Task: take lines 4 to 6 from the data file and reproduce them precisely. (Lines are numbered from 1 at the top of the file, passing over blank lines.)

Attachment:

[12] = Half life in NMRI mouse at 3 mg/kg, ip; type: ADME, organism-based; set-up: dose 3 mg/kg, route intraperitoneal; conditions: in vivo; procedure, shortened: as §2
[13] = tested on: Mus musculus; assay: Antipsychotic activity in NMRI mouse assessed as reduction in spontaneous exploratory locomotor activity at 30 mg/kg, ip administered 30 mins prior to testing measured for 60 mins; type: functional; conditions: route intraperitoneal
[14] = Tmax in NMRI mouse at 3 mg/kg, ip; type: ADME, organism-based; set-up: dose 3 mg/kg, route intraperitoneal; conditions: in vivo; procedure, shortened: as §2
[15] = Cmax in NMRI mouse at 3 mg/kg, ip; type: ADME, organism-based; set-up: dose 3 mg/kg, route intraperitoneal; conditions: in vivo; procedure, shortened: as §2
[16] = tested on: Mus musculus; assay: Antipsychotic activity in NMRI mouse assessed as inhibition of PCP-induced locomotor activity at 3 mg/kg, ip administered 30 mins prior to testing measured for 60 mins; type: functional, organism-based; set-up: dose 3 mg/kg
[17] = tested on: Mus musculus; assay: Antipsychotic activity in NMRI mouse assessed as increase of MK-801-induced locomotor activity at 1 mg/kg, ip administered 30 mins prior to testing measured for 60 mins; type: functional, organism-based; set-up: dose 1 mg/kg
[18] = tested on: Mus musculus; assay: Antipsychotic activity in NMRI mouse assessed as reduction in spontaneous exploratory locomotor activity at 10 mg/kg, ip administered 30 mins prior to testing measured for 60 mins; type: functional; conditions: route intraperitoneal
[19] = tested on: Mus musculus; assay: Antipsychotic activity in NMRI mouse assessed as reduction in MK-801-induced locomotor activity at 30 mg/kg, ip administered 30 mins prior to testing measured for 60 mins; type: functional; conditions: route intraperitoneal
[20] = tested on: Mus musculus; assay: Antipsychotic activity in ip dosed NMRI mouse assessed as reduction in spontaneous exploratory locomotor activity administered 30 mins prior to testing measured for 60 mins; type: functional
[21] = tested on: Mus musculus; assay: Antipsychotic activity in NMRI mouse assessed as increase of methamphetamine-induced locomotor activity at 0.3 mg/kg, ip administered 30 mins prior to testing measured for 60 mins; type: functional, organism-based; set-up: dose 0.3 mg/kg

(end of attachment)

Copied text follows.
[15] = Cmax in NMRI mouse at 3 mg/kg, ip; type: ADME, organism-based; set-up: dose 3 mg/kg, route intraperitoneal; conditions: in vivo; procedure, shortened: as §2
[16] = tested on: Mus musculus; assay: Antipsychotic activity in NMRI mouse assessed as inhibition of PCP-induced locomotor activity at 3 mg/kg, ip administered 30 mins prior to testing measured for 60 mins; type: functional, organism-based; set-up: dose 3 mg/kg
[17] = tested on: Mus musculus; assay: Antipsychotic activity in NMRI mouse assessed as increase of MK-801-induced locomotor activity at 1 mg/kg, ip administered 30 mins prior to testing measured for 60 mins; type: functional, organism-based; set-up: dose 1 mg/kg